One thing that was a success. I needed a roller pillow and most of them are too soft to give any real support. In trying out a couple of test hats I realized that the tubes would make a great casing for a roller pillow so I rolled up a towel and stuffed it in a hat and closed off the open end. Instant roller pillow. I took it into hubby's computer room to show him and promptly lost my pillow. So I had to do another one.

I'm cranking out lots of things, just because it's so fast, but I'm getting a sore shoulder from cranking. I'm also getting frustrated with the panel setting as it seems to drop stitches at the beginning, or at the end, or in the middle, but never the at the same point on any attempt. I will master this darn thing yet.

It's all Diane's fault. She started this.

Thursday, August 31, 2023

Thread, thread and more thread

Decades ago I used to do a lot of petit point, and I acquired hundreds of different colours of floss, which I kept in a 36 drawer storage box and I'm still working through the stash.

However, I'm noticing that in spite of having lots of colours most of which have several shades, I still don't seem to have what I want and the thread that used to cost $.30 a skein is now $1.50. That doesn't seem very costly until you consider how many colours you need to do a landscape. The last one used about 30 shades of blue and about as many of green and about 15 shades of brown and 15 more of beige. That's about 100 shades of colour.  

It's not just having that many colours, it's having 3-7 shades of some colours to get the variations right.

So I need more thread colours, but I don't really know which ones, just that I again have a lot of river, a lot of sky, a lot of grasses and reeds and flower leaves and tree leaves and rocks, lots of rocks. So in addition to the greens and blues I need lots of browns and greys. 

I went looking for thread and while I can buy lots of assorted threads cheaply, I don't like using cheap threads. The cheap threads are dull, coarse looking and rough feeling. The DMC floss has slick threads with a nice sheen to them. They're also more expensive and harder to find.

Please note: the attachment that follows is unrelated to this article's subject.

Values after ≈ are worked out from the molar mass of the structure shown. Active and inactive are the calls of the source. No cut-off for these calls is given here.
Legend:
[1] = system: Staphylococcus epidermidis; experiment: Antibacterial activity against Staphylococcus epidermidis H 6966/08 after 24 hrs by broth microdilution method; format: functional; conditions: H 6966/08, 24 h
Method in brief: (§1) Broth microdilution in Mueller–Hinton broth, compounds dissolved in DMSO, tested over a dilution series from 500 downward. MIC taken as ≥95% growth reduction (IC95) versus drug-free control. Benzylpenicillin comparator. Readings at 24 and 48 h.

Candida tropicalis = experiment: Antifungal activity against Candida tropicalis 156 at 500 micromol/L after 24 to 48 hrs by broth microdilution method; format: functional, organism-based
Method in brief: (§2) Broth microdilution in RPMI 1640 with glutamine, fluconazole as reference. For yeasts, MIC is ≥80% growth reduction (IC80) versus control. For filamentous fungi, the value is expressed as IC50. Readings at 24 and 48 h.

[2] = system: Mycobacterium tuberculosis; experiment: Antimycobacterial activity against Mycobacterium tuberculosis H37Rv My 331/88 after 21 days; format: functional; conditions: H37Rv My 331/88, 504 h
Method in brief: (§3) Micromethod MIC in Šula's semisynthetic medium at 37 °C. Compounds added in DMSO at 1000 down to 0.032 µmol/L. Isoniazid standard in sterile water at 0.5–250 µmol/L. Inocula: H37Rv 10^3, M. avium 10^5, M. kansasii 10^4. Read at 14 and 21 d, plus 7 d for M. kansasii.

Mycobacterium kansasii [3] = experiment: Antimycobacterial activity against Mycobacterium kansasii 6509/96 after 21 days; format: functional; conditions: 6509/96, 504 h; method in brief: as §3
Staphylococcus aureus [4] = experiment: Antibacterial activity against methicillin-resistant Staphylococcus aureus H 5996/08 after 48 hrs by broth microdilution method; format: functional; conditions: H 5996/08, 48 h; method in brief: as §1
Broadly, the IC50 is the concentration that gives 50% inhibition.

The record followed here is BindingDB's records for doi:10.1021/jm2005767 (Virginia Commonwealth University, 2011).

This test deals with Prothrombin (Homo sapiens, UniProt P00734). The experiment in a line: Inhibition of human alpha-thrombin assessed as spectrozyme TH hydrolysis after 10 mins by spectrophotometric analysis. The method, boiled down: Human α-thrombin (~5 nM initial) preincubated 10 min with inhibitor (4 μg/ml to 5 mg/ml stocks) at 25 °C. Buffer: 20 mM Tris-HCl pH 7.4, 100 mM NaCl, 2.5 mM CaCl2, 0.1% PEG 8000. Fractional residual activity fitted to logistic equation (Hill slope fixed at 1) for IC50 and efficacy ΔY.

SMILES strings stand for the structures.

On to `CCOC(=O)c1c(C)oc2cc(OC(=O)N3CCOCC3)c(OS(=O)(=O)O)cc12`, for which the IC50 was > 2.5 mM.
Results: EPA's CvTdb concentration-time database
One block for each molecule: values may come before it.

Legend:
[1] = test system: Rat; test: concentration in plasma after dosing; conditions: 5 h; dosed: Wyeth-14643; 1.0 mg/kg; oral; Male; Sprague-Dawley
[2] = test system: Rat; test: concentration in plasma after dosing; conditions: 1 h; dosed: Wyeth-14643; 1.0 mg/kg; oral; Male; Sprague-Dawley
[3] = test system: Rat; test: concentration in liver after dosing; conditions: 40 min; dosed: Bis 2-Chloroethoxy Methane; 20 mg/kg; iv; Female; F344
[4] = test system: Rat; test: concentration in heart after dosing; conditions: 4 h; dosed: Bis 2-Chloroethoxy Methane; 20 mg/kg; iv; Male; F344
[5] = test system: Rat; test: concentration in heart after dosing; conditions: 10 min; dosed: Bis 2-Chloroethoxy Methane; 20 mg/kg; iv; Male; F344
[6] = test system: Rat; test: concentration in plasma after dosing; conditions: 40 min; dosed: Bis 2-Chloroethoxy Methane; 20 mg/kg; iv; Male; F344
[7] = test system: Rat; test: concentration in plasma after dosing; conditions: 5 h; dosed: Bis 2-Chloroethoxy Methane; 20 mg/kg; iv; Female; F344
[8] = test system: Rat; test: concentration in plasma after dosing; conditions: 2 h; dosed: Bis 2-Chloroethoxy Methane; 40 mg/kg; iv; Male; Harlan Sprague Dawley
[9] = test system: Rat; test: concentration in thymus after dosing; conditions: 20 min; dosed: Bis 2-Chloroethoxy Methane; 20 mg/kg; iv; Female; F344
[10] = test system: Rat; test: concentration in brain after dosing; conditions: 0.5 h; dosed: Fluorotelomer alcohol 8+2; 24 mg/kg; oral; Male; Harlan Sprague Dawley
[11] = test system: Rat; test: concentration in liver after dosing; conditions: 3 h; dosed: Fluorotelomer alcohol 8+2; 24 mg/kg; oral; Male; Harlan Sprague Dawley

I went online looking for bunches of colours and found lots in groupings of home decor (what the heck is home decor colour?) or exclusive (!?) or popular colours (!?) or variations (!?) Generally these were packs of 36 colours for about $40.00.  None of these bundles seemed to have a lot of blues and greens and certainly not browns and greys. 

I finally opted for a pack of 100 random threads that, with shipping and taxes cost $163.00 which is a whole lot more than the thirty cents a skein I used to pay. It came today with 25 greens, 15 blues, 15 browns and a couple of greys along with 43 other assorted colours.

I used to split the threads between Coats and Clark Anchor and DMC. In petit point there were subtle shading differences between the two brands and some charts used threads from both manufacturers to get the best combinations. Then I sorted each brand into blue greens and yellow greens.

While the blues got sorted into red blues and yellow blues. Some blues lean toward purple and some toward green.

 Coats and Clark Anchor is gone, replaced by J P Coats and while I have some of their threads, I find that the quality of the floss has gone down the the thread has more of a dull finish than it used to. So I'm sticking to the DMC threads for a more consistent product.

There weren't a lot of browns and they ranged from beige and peach to chocolate and  bronze, while there were only 2 greys.

I'm not sure I can use my typical sorting practice and I think I'm just going to shove them in drawers sorting them into light and dark.

At least I have a few more options now, or maybe not, they might just be duplicates of what I already have, and wouldn't that be a bummer.

Tuesday, August 29, 2023

The hazards of riding on popular trails

We're fortunate to have a number of well maintained trails with beautiful scenery to enjoy close to our home and we've been using them for ages. Over the years I have observed a number of issues that are even more pronounced now that we use the electric scooters more than our bikes. You might even say they're sort of pet peeves.

Now I know that pedestrians, roller bladers, bike riders and scooter riders need to share the space but there are the road hogs. They don't keep to one side or the other, they just walk down the middle of the road. If you ring a bell to let them know you're there, they just ignore you. They don't move to one side or the other, they just keep on going at the same pace wandering down the middle of the road, forcing you off the trail into the brush to safely get around them. It's not too bad going around these folks when you're on a bike, but when you try it on a scooter with 3 inches road clearance, it's a different matter. 

I do realize that the issue might be that the pedestrian is a little bit deaf, but in that case, for their safety's sake, you'd think they'd have the sense to keep to the side of the trail just in case. Since they don't keep to the side and don't move even when they see you, you can only assume that they are just plain ignorant.

Since bikes and electric scooters are silent I always ring my bell or say "beep beep" so that I'm not startling folks. I have no objection sharing the road, but one of the things that I find frustrating is the family groups or other clusters of pedestrians that sprawl across the trail, blocking progress, particularly when some of the group are small children. Most of the time none of the adults are really paying attention except to make sure that the little ones don't wander too far away.